Another gem from Spurgeon: God our sure habitation

Posted: October 25, 2008 by limabean03 in Christianity, Spurgeon, The Christian Life
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The Christian knows no change with regard to God. He may be rich to-day, and poor to-morrow; he may be sickly to-day and well to-morrow; he may be in happiness to-day, to-morrow he may be distressed; but there is no change with regard to his relationship to God. If he loved me yesterday he loves me to-day. I am neither better nor worse in God than I ever was. Let prospects be blighted, let hopes be blasted, let joy be withered, let mildews destroy every thing, I have lost nothing of what I have in God. He is my strong habitation whereunto I can continually resort. The Christian never becomes poorer, and never grows richer with regard to God. “Here,” he can say, “is a thing that never can pass away or change. On the brow of the Eternal there is never a furrow; his hair is unwhitened by age; his arm is unpalsied by weakness; his heart does not change in its affections; his will does not vary in its purpose; he is the immutable Jehovah, standing fast and forever. Thou art our habitation! As the house changes not, but stands in the same place, so have I found thee from my youth up. When first I was cast upon thee from my mother’s breast, I found thee my God of Providence. When first I knew thee by that spiritual knowledge which thou alone canst give, I found thee a sure habitation; and I find thee such now. Yea, when I shall be old and gray-headed, I know thou wilt not forsake me; thou wilt be the same dwelling-place in all generations.”

One thought more in contrasting the position of the Israelites with ourselves—that is, weariness. How weary must Israel have been in the wilderness! How tired must have been the soles of their feet with their constant journeyings! They were not in a place of repose, luxury, and rest, but in a land of journeying, and weariness, and trouble. I think I see them traveling, wiping frequently the burning sweat from their brows, and saying, “O that we had a habitation where we might rest! O that we could enter a land of vines and pomegranates, a city where we might enjoy immunity from alarm! God has promised it to us, but we have not found it. There remaineth a rest for the people of God; O that we might find it.” Christian! God is your habitation in this sense. He is your rest; and you will never find rest except in him. I defy a man who has no God to have a soul at rest. He who has not Jesus for his Saviour, will always be a restless spirit. Read some of Byron’s verses, and you will find him—if he was truly picturing himself—to be the very personification of that spirit who “walked to and fro seeking rest and finding none.” Here is one of his verses:—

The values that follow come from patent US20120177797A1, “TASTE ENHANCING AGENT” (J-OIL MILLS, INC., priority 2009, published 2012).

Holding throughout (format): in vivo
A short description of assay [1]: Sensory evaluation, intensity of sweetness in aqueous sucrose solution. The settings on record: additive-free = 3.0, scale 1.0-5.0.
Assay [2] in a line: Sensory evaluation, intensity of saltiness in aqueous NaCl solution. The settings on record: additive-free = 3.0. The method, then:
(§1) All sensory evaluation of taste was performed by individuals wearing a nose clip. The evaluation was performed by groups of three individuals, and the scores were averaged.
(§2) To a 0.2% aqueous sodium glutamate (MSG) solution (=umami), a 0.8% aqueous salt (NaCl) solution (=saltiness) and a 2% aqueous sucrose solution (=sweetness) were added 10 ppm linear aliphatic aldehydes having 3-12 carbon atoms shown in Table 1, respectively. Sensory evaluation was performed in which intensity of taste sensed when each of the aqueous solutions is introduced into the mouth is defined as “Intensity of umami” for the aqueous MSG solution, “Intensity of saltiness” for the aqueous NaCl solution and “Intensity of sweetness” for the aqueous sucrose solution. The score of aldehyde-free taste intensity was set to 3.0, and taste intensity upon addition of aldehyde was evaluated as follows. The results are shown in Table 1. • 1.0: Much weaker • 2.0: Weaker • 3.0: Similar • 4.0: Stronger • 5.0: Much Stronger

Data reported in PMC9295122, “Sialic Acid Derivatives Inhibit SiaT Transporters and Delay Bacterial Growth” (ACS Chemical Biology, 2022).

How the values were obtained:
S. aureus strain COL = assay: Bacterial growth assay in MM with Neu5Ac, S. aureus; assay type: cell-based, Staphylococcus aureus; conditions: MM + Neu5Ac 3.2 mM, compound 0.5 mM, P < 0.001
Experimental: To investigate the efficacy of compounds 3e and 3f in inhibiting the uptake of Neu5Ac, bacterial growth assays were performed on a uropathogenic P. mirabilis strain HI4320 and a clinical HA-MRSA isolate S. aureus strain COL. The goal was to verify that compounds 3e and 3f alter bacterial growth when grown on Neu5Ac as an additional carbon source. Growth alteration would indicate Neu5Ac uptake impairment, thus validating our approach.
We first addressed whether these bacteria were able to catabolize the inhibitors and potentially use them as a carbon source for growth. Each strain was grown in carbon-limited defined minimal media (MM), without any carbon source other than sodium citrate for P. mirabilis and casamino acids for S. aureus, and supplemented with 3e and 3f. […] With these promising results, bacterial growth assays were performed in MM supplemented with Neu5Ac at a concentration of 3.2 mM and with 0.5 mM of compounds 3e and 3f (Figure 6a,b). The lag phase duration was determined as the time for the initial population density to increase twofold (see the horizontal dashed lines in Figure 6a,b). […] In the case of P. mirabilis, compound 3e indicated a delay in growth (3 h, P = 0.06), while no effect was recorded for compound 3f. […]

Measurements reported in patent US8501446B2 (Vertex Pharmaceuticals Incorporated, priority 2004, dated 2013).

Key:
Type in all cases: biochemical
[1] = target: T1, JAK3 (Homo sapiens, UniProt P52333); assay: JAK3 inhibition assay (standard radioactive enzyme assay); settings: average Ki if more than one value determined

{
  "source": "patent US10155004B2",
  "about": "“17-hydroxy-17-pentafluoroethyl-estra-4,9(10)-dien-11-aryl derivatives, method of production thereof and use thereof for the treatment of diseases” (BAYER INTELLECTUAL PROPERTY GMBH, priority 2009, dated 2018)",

“I fly like a bird of the air,
In search of a home and a rest;
A balm for the sickness of care,
A bliss for a bosom unblest.”

Read the lives of any men who have had no gospel justification, or have had no knowledge of God, and you will find that they were like the poor bird that had its nest pulled down, and knew not where to rest, flying about, wandering, and seeking a habitation. Some of you have tried to find rest out of God. You have sought to find it in your wealth; but you have pricked your head when you have laid it on that pillow. You have sought it in a friend, but that friend’s arm has been a broken reed, where you hoped it would be a wall of strength. You will never find rest except in God; there is no refuge but in him. Oh! what rest and composure are there in him! It is more than sleep, more than calm, more than quiet; deeper than the dead stillness of the noiseless sea in its utmost depths, where it is undisturbed by the slightest ripple, and winds can never intrude. There is a holy calm and sweet repose which the Christian only knows, something like the slumbering stars up there in beds of azure; or like the seraphic rest which we may suppose beatified spirits have when they before the throne continually bow; there is a rest so deep and calm, so still and quiet, so profound, that we find no words to describe it. You have tried it, and can rejoice in it. You know that the Lord has been your dwelling-place—your sweet, calm, constant home, where you can enjoy peace in all generations.

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